After getting Tori's attention, we moved away from the group and I proceeded to tell my best friend what had just happened, making sure that the others were preoccupied. I couldn't wrap my mind around what it was about running into Caleb and our interaction that made it newsworthy. Or why it hurt my stomach a little thinking about it. Or why it was producing this much anxiety.
"What's so funny?"
"You. You've heard the stories about him, right? He's not the same kid we knew in elementary school. You might have had a moment with him, but so has every other girl in this school. And the girls in the public schools. And the girls at the university..."
I leaned back on my hands and sighed. "What if it was a serious thing though?" I inflected, hoping that Tori would get the hint.
"Well was it?" she stopped practicing and sat next to me. Close enough now that we could whisper.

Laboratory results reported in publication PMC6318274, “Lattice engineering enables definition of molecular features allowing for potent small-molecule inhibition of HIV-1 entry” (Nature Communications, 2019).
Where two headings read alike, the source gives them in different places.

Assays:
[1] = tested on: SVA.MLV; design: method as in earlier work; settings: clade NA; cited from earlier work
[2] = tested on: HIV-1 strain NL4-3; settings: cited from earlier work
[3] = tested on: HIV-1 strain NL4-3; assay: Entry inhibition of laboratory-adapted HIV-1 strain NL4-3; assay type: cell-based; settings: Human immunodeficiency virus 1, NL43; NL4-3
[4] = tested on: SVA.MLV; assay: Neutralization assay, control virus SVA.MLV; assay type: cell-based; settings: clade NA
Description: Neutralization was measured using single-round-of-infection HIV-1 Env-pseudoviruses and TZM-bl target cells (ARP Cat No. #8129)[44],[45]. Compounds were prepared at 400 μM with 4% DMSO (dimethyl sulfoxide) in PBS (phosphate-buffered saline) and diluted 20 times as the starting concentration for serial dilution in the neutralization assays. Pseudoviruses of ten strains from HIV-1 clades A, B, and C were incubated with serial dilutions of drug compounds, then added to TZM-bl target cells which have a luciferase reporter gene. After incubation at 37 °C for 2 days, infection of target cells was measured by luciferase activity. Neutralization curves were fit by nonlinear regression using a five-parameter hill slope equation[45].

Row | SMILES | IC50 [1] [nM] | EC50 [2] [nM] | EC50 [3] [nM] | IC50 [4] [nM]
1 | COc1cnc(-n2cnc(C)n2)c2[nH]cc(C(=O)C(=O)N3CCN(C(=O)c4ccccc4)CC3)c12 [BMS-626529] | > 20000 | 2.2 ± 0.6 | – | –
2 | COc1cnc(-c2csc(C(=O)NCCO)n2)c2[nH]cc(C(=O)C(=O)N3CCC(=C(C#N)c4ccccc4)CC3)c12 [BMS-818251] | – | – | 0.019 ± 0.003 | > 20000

I considered. "I don't think so. If he were a Descendant, I would have sensed him by now."
"Hmmm. So... not a serious thing then." She was rubbing my nose in it. She liked to be the realist, the voice of reason.
Tori shook her head and smoothed out her skirt. She looked as if she was ruminating, like she had something to say. But she didn't get a chance to say anything. Over the P.A. system the principal announced the end of the drill.
A chorus of grumbles emanated through the crowd, followed by the lethargic movement of students back to their classes.
Denise, the twins, and the boys began to walk back. Tori grumbled and then got up. I watched her. I studied my friend as she took one step in front of the other, bounded to routine and sameness. I wanted to know what she had been thinking, what she was going to say; I hated silence and not knowing. And it seemed that Tori was deliberately keeping her opinion to herself.
It was in that moment that I told myself that I couldn't deal. I didn't know what it was, but the thought of returning back to class and back to that routine and back to that sameness brought about a physical reaction that I was sure would manifest itself at some point in the day and would send me home anyway.
I shot up and started walking in the opposite direction.